Guns don’t cause violence

Lora Machel’s article from the Arizona Daily Wildcat reprinted in Monday’s Hatchet (“Cold truth about guns, society,” p. 5) is typical of the left wing’s anti-gun rhetoric. Machel clearly does not understand the purpose of our Constitutional right to keep and bear arms, nor is her analysis of the correlation between guns and violence sound.

The right of ordinary citizens to own firearms was included in the Bill of Rights to ensure that the people would have the ability, should the need ever arise, to defend themselves against the imposition of tyranny from either a foreign power or the government of the United States.

While Machel would undoubtedly argue that this possibility is so remote that the benefits of eliminating firearms outweigh their continued protection under the Constitution, I would point to several instances in recent history of people left helpless to defend themselves against the terrible power of their own governments.

The cases of Soviet peasants during Stalin’s regime, the Bosnians and Kosovars in the present-day Balkans, the East Timorese in Indonesia and the Jews of Germany and Poland after the rise and aggression of Hitler are powerful examples of the ability of the state to inflict harm on its defenseless citizenry. More eerily, each of these oppressive regimes came to power through some democratic process. What safeguard do we as Americans have that we will not, at some point, fall prey to the same disease that brought death and terror to the citizens of these other nations? What guarantee do we have that some elected tyrant will not seek to eliminate some group of Americans? The answer is only our ability to defend ourselves.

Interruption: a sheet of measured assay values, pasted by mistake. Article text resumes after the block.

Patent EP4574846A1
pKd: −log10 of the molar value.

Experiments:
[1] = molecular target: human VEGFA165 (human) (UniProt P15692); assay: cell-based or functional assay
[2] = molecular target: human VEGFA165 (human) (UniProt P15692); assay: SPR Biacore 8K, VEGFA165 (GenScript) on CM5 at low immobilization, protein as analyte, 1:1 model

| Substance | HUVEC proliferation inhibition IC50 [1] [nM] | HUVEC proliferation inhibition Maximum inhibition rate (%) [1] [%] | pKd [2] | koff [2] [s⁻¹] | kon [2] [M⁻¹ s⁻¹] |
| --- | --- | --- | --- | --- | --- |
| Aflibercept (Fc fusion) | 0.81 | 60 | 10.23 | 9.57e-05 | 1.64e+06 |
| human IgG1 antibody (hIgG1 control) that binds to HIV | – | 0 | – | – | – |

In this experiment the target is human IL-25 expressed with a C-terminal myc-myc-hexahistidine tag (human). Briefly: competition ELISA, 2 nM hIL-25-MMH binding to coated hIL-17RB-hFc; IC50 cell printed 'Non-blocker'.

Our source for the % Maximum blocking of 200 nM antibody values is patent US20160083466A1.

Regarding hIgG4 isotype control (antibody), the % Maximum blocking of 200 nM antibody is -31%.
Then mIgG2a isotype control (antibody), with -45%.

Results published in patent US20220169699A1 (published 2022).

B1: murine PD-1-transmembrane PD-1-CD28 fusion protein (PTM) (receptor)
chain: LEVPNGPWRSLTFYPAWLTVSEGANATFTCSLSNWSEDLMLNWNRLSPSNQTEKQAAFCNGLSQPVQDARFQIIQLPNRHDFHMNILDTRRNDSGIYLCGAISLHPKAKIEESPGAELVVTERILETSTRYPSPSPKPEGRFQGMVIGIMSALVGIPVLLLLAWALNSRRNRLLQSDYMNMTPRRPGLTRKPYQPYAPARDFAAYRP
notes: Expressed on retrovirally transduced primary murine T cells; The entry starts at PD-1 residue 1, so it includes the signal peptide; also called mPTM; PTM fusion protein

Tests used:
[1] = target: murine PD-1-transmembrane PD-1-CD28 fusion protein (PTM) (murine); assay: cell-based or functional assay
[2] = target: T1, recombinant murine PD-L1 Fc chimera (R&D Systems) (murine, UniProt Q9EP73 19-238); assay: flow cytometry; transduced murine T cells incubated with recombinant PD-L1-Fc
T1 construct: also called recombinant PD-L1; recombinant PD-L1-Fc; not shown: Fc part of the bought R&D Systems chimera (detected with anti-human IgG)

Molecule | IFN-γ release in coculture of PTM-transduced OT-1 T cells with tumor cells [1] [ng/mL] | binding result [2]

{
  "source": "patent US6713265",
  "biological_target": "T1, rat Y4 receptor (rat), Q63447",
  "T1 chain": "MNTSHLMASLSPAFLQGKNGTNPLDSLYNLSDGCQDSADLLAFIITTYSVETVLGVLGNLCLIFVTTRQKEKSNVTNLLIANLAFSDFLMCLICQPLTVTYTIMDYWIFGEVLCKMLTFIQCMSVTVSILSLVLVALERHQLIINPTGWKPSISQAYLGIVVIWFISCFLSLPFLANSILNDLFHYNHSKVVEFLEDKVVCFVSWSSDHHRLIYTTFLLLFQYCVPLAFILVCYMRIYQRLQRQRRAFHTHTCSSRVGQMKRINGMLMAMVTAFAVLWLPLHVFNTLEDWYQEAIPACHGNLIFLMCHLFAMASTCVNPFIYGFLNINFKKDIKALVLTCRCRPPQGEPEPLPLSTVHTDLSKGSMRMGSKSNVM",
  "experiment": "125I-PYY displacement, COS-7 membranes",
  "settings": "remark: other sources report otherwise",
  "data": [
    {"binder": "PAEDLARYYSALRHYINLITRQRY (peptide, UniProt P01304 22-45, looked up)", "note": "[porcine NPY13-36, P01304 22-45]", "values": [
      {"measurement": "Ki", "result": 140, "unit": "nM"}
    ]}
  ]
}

As to Machel’s claimed correlation between guns and violence, I will grant that guns are involved in thousands of deaths each year. Then again, so are cigarettes, alcoholic beverages, automobiles, bicycles, stairs, sexual intercourse, and myriad other legal products and activities. Guns do not produce violence; rather violence involving guns is an expression of other problems in our society.

As Machel conveniently leaves out, most gun violence involves drugs or alcohol. If one were to consider those incidences of drug-related death rather than gun-related death, an entirely new picture of violence in America emerges. That being the case, we have to stop blaming guns for creating violent behavior and start taking a hard look at our culture, our society, and our values, to find a way to curb needless injuries and death.

-The writer is a junior majoring in political science.

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